Background: The objective of this study was to explore the relationship between online sex-seeking, community/social attachment and sexual behaviour. Methods: Respondent-driven sampling was used to recruit 774 sexually active gay and bisexual men in Vancouver, Canada, aged ≥16 years. Multivariable logistic regression compared men who had used online sex-seeking apps/websites in the past 6 months (n = 586) with those who did not (n = 188). Results: Multivariable results showed that online sex seekers were more likely to be younger [adjusted odds ratio (aOR) = 0.95, 95% CI: (0.93–0.96)], college educated [aOR = 1.60, 95% CI: (1.07, 2.40)], have more Facebook friends [aOR = 1.07, 95% CI: (1.01, 1.13)], spend more social time with other gay men [aOR = 1.99, 95% CI: (1.33–2.97)], and were less likely to identify emotionally with the gay community [aOR = 0.93, 95% CI: (0.86–1.00)]. Further, they had displayed high sensation-seeking behaviour [aOR = 1.08, 95% CI: (1.03–1.13)], were more likely to engage in serodiscordant/unknown condomless anal sex [aOR = 2.34, 95% CI: (1.50–3.66)], use strategic positioning [aOR = 1.72, 95% CI: (1.08–2.74)], ask their partner’s HIV-status prior to sex [aOR = 2.06, 95% CI: (1.27–3.37)], and have ever been tested for HIV [aOR = 4.11, 95% CI: (2.04–8.29)]. Conclusion: These findings highlight the online and offline social behaviour exhibited by gay and bisexual men, pressing the need for pro-social interventions to promote safe-sex norms online. We conclude that both Internet and community-based prevention will help reach app/web users.
Background Social media provides unprecedented opportunities for enhancing health communication and health care, including self-management of chronic conditions such as diabetes. Creating messages that engage users is critical for enhancing message impact and dissemination. Purpose This study analyzed health communications within ten diabetes-related Facebook pages to identify message features predictive of user engagement. Method The Common-Sense Model of Illness Self-Regulation and established health communication techniques guided content analyses of 500 Facebook posts. Each post was coded for message features predicted to engage users and numbers of likes, shares, and comments during the week following posting. Results Multi-level, negative binomial regressions revealed that specific features predicted different forms of engagement. Imagery emerged as a strong predictor; messages with images had higher rates of liking and sharing relative to messages without images. Diabetes consequence information and positive identity predicted higher sharing while negative affect, social support, and crowdsourcing predicted higher commenting. Negative affect, crowdsourcing, and use of external links predicted lower sharing while positive identity predicted lower commenting. The presence of imagery weakened or reversed the positive relationships of several message features with engagement. Diabetes control information and negative affect predicted more likes in text-only messages, but fewer likes when these messages included illustrative imagery. Similar patterns of imagery’s attenuating effects emerged for the positive relationships of consequence information, control information, and positive identity with shares and for positive relationships of negative affect and social support with comments. Conclusions These findings hold promise for guiding communication design in health-related social media.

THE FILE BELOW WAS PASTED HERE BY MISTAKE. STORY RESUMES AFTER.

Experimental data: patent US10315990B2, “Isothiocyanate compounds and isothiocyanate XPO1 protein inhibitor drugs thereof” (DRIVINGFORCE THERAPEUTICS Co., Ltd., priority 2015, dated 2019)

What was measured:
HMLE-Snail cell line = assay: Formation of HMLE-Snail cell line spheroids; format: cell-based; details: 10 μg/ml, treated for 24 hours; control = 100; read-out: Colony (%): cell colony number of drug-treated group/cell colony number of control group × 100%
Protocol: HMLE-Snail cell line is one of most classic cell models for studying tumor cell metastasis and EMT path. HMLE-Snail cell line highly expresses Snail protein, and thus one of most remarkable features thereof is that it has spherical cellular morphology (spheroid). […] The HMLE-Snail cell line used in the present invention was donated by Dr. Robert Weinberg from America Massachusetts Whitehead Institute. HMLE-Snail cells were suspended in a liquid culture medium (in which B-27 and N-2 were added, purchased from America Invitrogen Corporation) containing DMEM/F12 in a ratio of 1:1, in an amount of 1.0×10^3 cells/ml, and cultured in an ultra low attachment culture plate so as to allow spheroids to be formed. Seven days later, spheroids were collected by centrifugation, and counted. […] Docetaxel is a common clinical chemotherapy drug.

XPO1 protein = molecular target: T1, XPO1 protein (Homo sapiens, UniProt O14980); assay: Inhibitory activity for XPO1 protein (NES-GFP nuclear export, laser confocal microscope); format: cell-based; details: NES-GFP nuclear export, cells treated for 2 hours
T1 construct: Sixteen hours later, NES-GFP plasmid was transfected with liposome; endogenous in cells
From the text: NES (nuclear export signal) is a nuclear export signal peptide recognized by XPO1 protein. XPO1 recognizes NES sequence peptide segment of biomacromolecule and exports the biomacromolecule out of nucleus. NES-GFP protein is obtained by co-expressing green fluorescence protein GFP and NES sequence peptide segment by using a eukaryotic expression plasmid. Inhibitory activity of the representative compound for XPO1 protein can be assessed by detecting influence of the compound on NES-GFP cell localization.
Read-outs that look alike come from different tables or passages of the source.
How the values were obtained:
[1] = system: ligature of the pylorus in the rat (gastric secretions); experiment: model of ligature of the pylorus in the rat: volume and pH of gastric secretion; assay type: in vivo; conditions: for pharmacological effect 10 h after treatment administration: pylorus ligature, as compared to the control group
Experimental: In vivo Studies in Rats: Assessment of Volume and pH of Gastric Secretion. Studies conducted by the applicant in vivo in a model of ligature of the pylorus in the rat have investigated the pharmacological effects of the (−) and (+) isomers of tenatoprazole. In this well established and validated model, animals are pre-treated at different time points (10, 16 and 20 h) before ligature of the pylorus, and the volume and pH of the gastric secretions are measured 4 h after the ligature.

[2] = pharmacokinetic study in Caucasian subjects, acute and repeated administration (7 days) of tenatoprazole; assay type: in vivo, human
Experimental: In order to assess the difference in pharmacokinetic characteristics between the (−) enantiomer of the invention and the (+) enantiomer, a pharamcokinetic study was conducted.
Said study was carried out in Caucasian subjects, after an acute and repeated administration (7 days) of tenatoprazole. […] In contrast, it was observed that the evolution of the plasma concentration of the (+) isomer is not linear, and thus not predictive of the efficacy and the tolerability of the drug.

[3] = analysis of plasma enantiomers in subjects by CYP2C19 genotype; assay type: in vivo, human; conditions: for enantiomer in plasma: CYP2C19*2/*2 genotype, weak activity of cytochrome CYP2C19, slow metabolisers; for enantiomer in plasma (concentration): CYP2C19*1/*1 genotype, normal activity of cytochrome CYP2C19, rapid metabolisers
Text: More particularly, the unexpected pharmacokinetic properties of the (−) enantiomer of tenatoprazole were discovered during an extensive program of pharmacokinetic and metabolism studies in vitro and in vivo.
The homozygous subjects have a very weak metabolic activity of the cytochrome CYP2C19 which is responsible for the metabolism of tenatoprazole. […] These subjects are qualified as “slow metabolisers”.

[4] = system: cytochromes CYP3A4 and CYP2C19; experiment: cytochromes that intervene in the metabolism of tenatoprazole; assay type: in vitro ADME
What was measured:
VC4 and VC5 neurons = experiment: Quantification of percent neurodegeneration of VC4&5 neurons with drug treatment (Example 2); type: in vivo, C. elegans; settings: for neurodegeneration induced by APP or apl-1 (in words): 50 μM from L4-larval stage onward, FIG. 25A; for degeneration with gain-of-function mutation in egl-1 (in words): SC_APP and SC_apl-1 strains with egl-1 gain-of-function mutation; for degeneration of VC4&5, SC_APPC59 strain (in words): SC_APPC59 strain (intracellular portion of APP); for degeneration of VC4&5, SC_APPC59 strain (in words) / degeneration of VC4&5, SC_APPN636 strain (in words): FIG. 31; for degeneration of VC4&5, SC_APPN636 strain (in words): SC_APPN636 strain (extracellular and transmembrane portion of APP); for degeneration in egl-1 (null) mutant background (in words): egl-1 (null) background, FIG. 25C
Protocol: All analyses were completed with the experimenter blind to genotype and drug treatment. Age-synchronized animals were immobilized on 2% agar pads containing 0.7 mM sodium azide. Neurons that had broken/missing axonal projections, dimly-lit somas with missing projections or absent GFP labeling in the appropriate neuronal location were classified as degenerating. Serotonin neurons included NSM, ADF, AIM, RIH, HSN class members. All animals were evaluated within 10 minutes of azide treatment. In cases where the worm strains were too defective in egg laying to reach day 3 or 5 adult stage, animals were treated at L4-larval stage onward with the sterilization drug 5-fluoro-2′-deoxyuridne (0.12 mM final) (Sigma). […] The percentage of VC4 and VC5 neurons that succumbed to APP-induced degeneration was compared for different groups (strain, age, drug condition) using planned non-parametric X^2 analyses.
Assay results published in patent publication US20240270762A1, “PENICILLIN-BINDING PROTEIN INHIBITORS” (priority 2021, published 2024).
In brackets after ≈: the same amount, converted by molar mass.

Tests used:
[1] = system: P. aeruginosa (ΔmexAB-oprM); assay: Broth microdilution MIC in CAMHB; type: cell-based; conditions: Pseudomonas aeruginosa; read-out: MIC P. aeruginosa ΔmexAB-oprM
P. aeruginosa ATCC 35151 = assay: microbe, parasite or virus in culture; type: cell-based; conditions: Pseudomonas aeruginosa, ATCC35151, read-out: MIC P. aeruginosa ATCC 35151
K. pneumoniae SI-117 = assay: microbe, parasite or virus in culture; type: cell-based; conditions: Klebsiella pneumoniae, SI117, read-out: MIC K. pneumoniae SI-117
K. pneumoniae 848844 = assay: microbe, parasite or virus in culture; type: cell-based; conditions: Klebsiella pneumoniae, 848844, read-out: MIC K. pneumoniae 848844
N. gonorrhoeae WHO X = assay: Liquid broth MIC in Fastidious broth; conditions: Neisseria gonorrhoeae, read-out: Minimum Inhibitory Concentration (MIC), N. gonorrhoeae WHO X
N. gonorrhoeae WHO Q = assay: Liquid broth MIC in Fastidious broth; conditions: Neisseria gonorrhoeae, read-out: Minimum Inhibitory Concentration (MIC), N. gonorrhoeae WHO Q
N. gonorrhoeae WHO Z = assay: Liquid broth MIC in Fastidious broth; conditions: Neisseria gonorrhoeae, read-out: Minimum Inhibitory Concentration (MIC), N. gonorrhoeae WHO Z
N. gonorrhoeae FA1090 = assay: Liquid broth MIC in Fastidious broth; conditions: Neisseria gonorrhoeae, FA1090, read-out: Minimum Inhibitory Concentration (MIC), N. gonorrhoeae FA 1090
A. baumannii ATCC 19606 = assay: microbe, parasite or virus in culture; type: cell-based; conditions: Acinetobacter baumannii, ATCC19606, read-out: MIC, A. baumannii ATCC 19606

Social networking sites (SNSs) have the potential to increase the reach and efficiency of essential public health services, such as surveillance, research, and communication. The objective of this study was to conduct a systematic literature review to identify the use of SNSs for public health research and practice and to identify existing knowledge gaps. We performed a systematic literature review of articles related to public health and SNSs using PubMed, EMBASE, and CINAHL to search for peer-reviewed publications describing the use of SNSs for public health research and practice. We also conducted manual searches of relevant publications. Each publication was independently reviewed by 2 researchers for inclusion and extracted relevant study data. A total of 73 articles met our inclusion criteria. Most articles (n=50) were published in the final 2 years covered by our search. In all, 58 articles were in the domain of public health research and 15 were in public health practice. Only 1 study was conducted in a low-income country. Most articles (63/73, 86%) described observational studies involving users or usages of SNSs; only 5 studies involved randomized controlled trials. A large proportion (43/73, 59%) of the identified studies included populations considered hard to reach, such as young individuals, adolescents, and individuals at risk of sexually transmitted diseases or alcohol and substance abuse. Few articles (2/73, 3%) described using the multidirectional communication potential of SNSs to engage study populations. The number of publications about public health uses for SNSs has been steadily increasing in the past 5 years. With few exceptions, the literature largely consists of observational studies describing users and usages of SNSs regarding topics of public health interest. More studies that fully exploit the communication tools embedded in SNSs and study their potential to produce significant effects in the overall population's health are needed.